Film Study: Sam McWilliams

Here’s what the film says on newly acquired RHP Sam McWilliams.

McWilliams is fairly polished.  I think this is one reason the Royals selected him not to mention his ability to throw a baseball.  He throws a 4-seamer, 2-seamer, slider, change, and a variation of the slider that looks more like a curve.  I don’t know if they are two separate pitches or if he just adds/subtracts velocity which changes the break or he just tries to change the tilt.  Whatever it is, he does a good job with it.

Typically, his slider has good 1:30 to 7:30 movement on it when you look at the catcher.  It moves hard.  His announcer has called it “wicked” more than once.  McWilliams can throw this pitch for a strike or break it off the plate to become a chase pitch.  The one thing I didn’t see him do much was bury it on a LHHs back foot.  He did it one time and I’ve watched probably 25.0+ innings of him so far.  I would like to see him throw the back foot slider more often especially with a blocking wizard like Salvy behind the plate.

McWilliams throws his fastball on the first pitch of ABs a lot.  He’ll likely have to make some adjustments with this once he starts facing MLB hitters.  I did see a few MiLB hitters ambush him or attempt to ambush him.  He throws a 4-seam that holds straighter and he can locate it at the knees away to a RHH.  He can elevate this pitch really well.  Typically, he throws the 2-seamer.  It has good arm side movement and has some sink.  The combination of these two is solid and should help him as he goes forward.  McWilliams has pretty good fastball command.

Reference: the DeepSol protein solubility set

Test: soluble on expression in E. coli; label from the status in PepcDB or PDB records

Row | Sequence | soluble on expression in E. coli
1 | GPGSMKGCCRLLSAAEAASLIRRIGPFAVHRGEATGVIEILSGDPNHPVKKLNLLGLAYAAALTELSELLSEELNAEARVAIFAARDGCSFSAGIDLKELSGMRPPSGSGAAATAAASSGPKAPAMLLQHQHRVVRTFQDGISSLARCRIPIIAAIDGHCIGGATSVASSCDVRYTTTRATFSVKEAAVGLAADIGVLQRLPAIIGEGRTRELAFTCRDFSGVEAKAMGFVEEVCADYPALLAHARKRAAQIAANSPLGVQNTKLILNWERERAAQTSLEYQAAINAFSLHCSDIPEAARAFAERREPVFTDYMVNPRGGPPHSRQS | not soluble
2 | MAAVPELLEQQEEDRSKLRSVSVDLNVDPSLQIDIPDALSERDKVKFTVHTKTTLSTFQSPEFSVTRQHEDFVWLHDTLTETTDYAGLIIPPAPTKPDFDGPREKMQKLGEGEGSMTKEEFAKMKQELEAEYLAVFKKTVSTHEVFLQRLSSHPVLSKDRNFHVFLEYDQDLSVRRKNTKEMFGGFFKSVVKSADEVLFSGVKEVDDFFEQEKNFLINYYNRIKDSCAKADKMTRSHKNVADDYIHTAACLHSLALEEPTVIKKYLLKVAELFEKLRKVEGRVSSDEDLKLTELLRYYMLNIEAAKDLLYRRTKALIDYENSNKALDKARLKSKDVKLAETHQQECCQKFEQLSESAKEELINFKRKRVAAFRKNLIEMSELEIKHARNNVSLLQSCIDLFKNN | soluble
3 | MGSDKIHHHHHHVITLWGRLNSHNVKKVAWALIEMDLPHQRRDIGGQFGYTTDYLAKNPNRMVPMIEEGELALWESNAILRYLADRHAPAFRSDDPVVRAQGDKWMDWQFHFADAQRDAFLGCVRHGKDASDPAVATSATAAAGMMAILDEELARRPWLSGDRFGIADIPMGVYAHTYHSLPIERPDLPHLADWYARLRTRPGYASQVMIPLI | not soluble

One of the knocks in the past has been his weaker change up.  But I saw some really good ones from McWilliams.  He struggles with the location mostly.  I feel like he is continuing to get better and will continue to improve as he adjusts.

The pick moves are elite.  I saw him pick two runners off in those 25.0+ innings of film.  One was at second base.  The SS flashed daylight and McWilliams spun throwing a perfect ball on the bag for an easy out.  The other pick was a runner at first base.  It was just a really quick move to first.  He doesn’t pick a lot, but when he does, it is worth it.

McWilliams uses a hybrid starting position in his windup.  He faces the third base dugout and his rocker step is straight back toward first base.

In the stretch, he uses a knee lift.  I did not see him slide step or go knee-to-knee.  The lift isn’t slow and with his ability to pick he can control the running game.

At times, McWilliams has a hard time getting on top of the ball like a lot of pitchers.  When this happens he leaves everything on a tee.  I watched his worst start from last season and this was the case from that outing.  He really didn’t mix it up much and left the fastball up a lot.

I couldn’t watch his 12 K start because there was no video on it, but I did watch his next best start.  I those outings, he stayed on top of the ball and drove it downhill very well.  He changed planes up and down and worked the ball to both sides of the plate.

On video this looks like a good pick for the Royals.  He looks like his stuff can handle the jump.  It becomes a matter of adjustments for him.  I like this pick.

Picture by Bryan Green.

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One thought on “Film Study: Sam McWilliams

  1. Pingback: Don’t Sleep on Chris Ellis | Royals Farm Report

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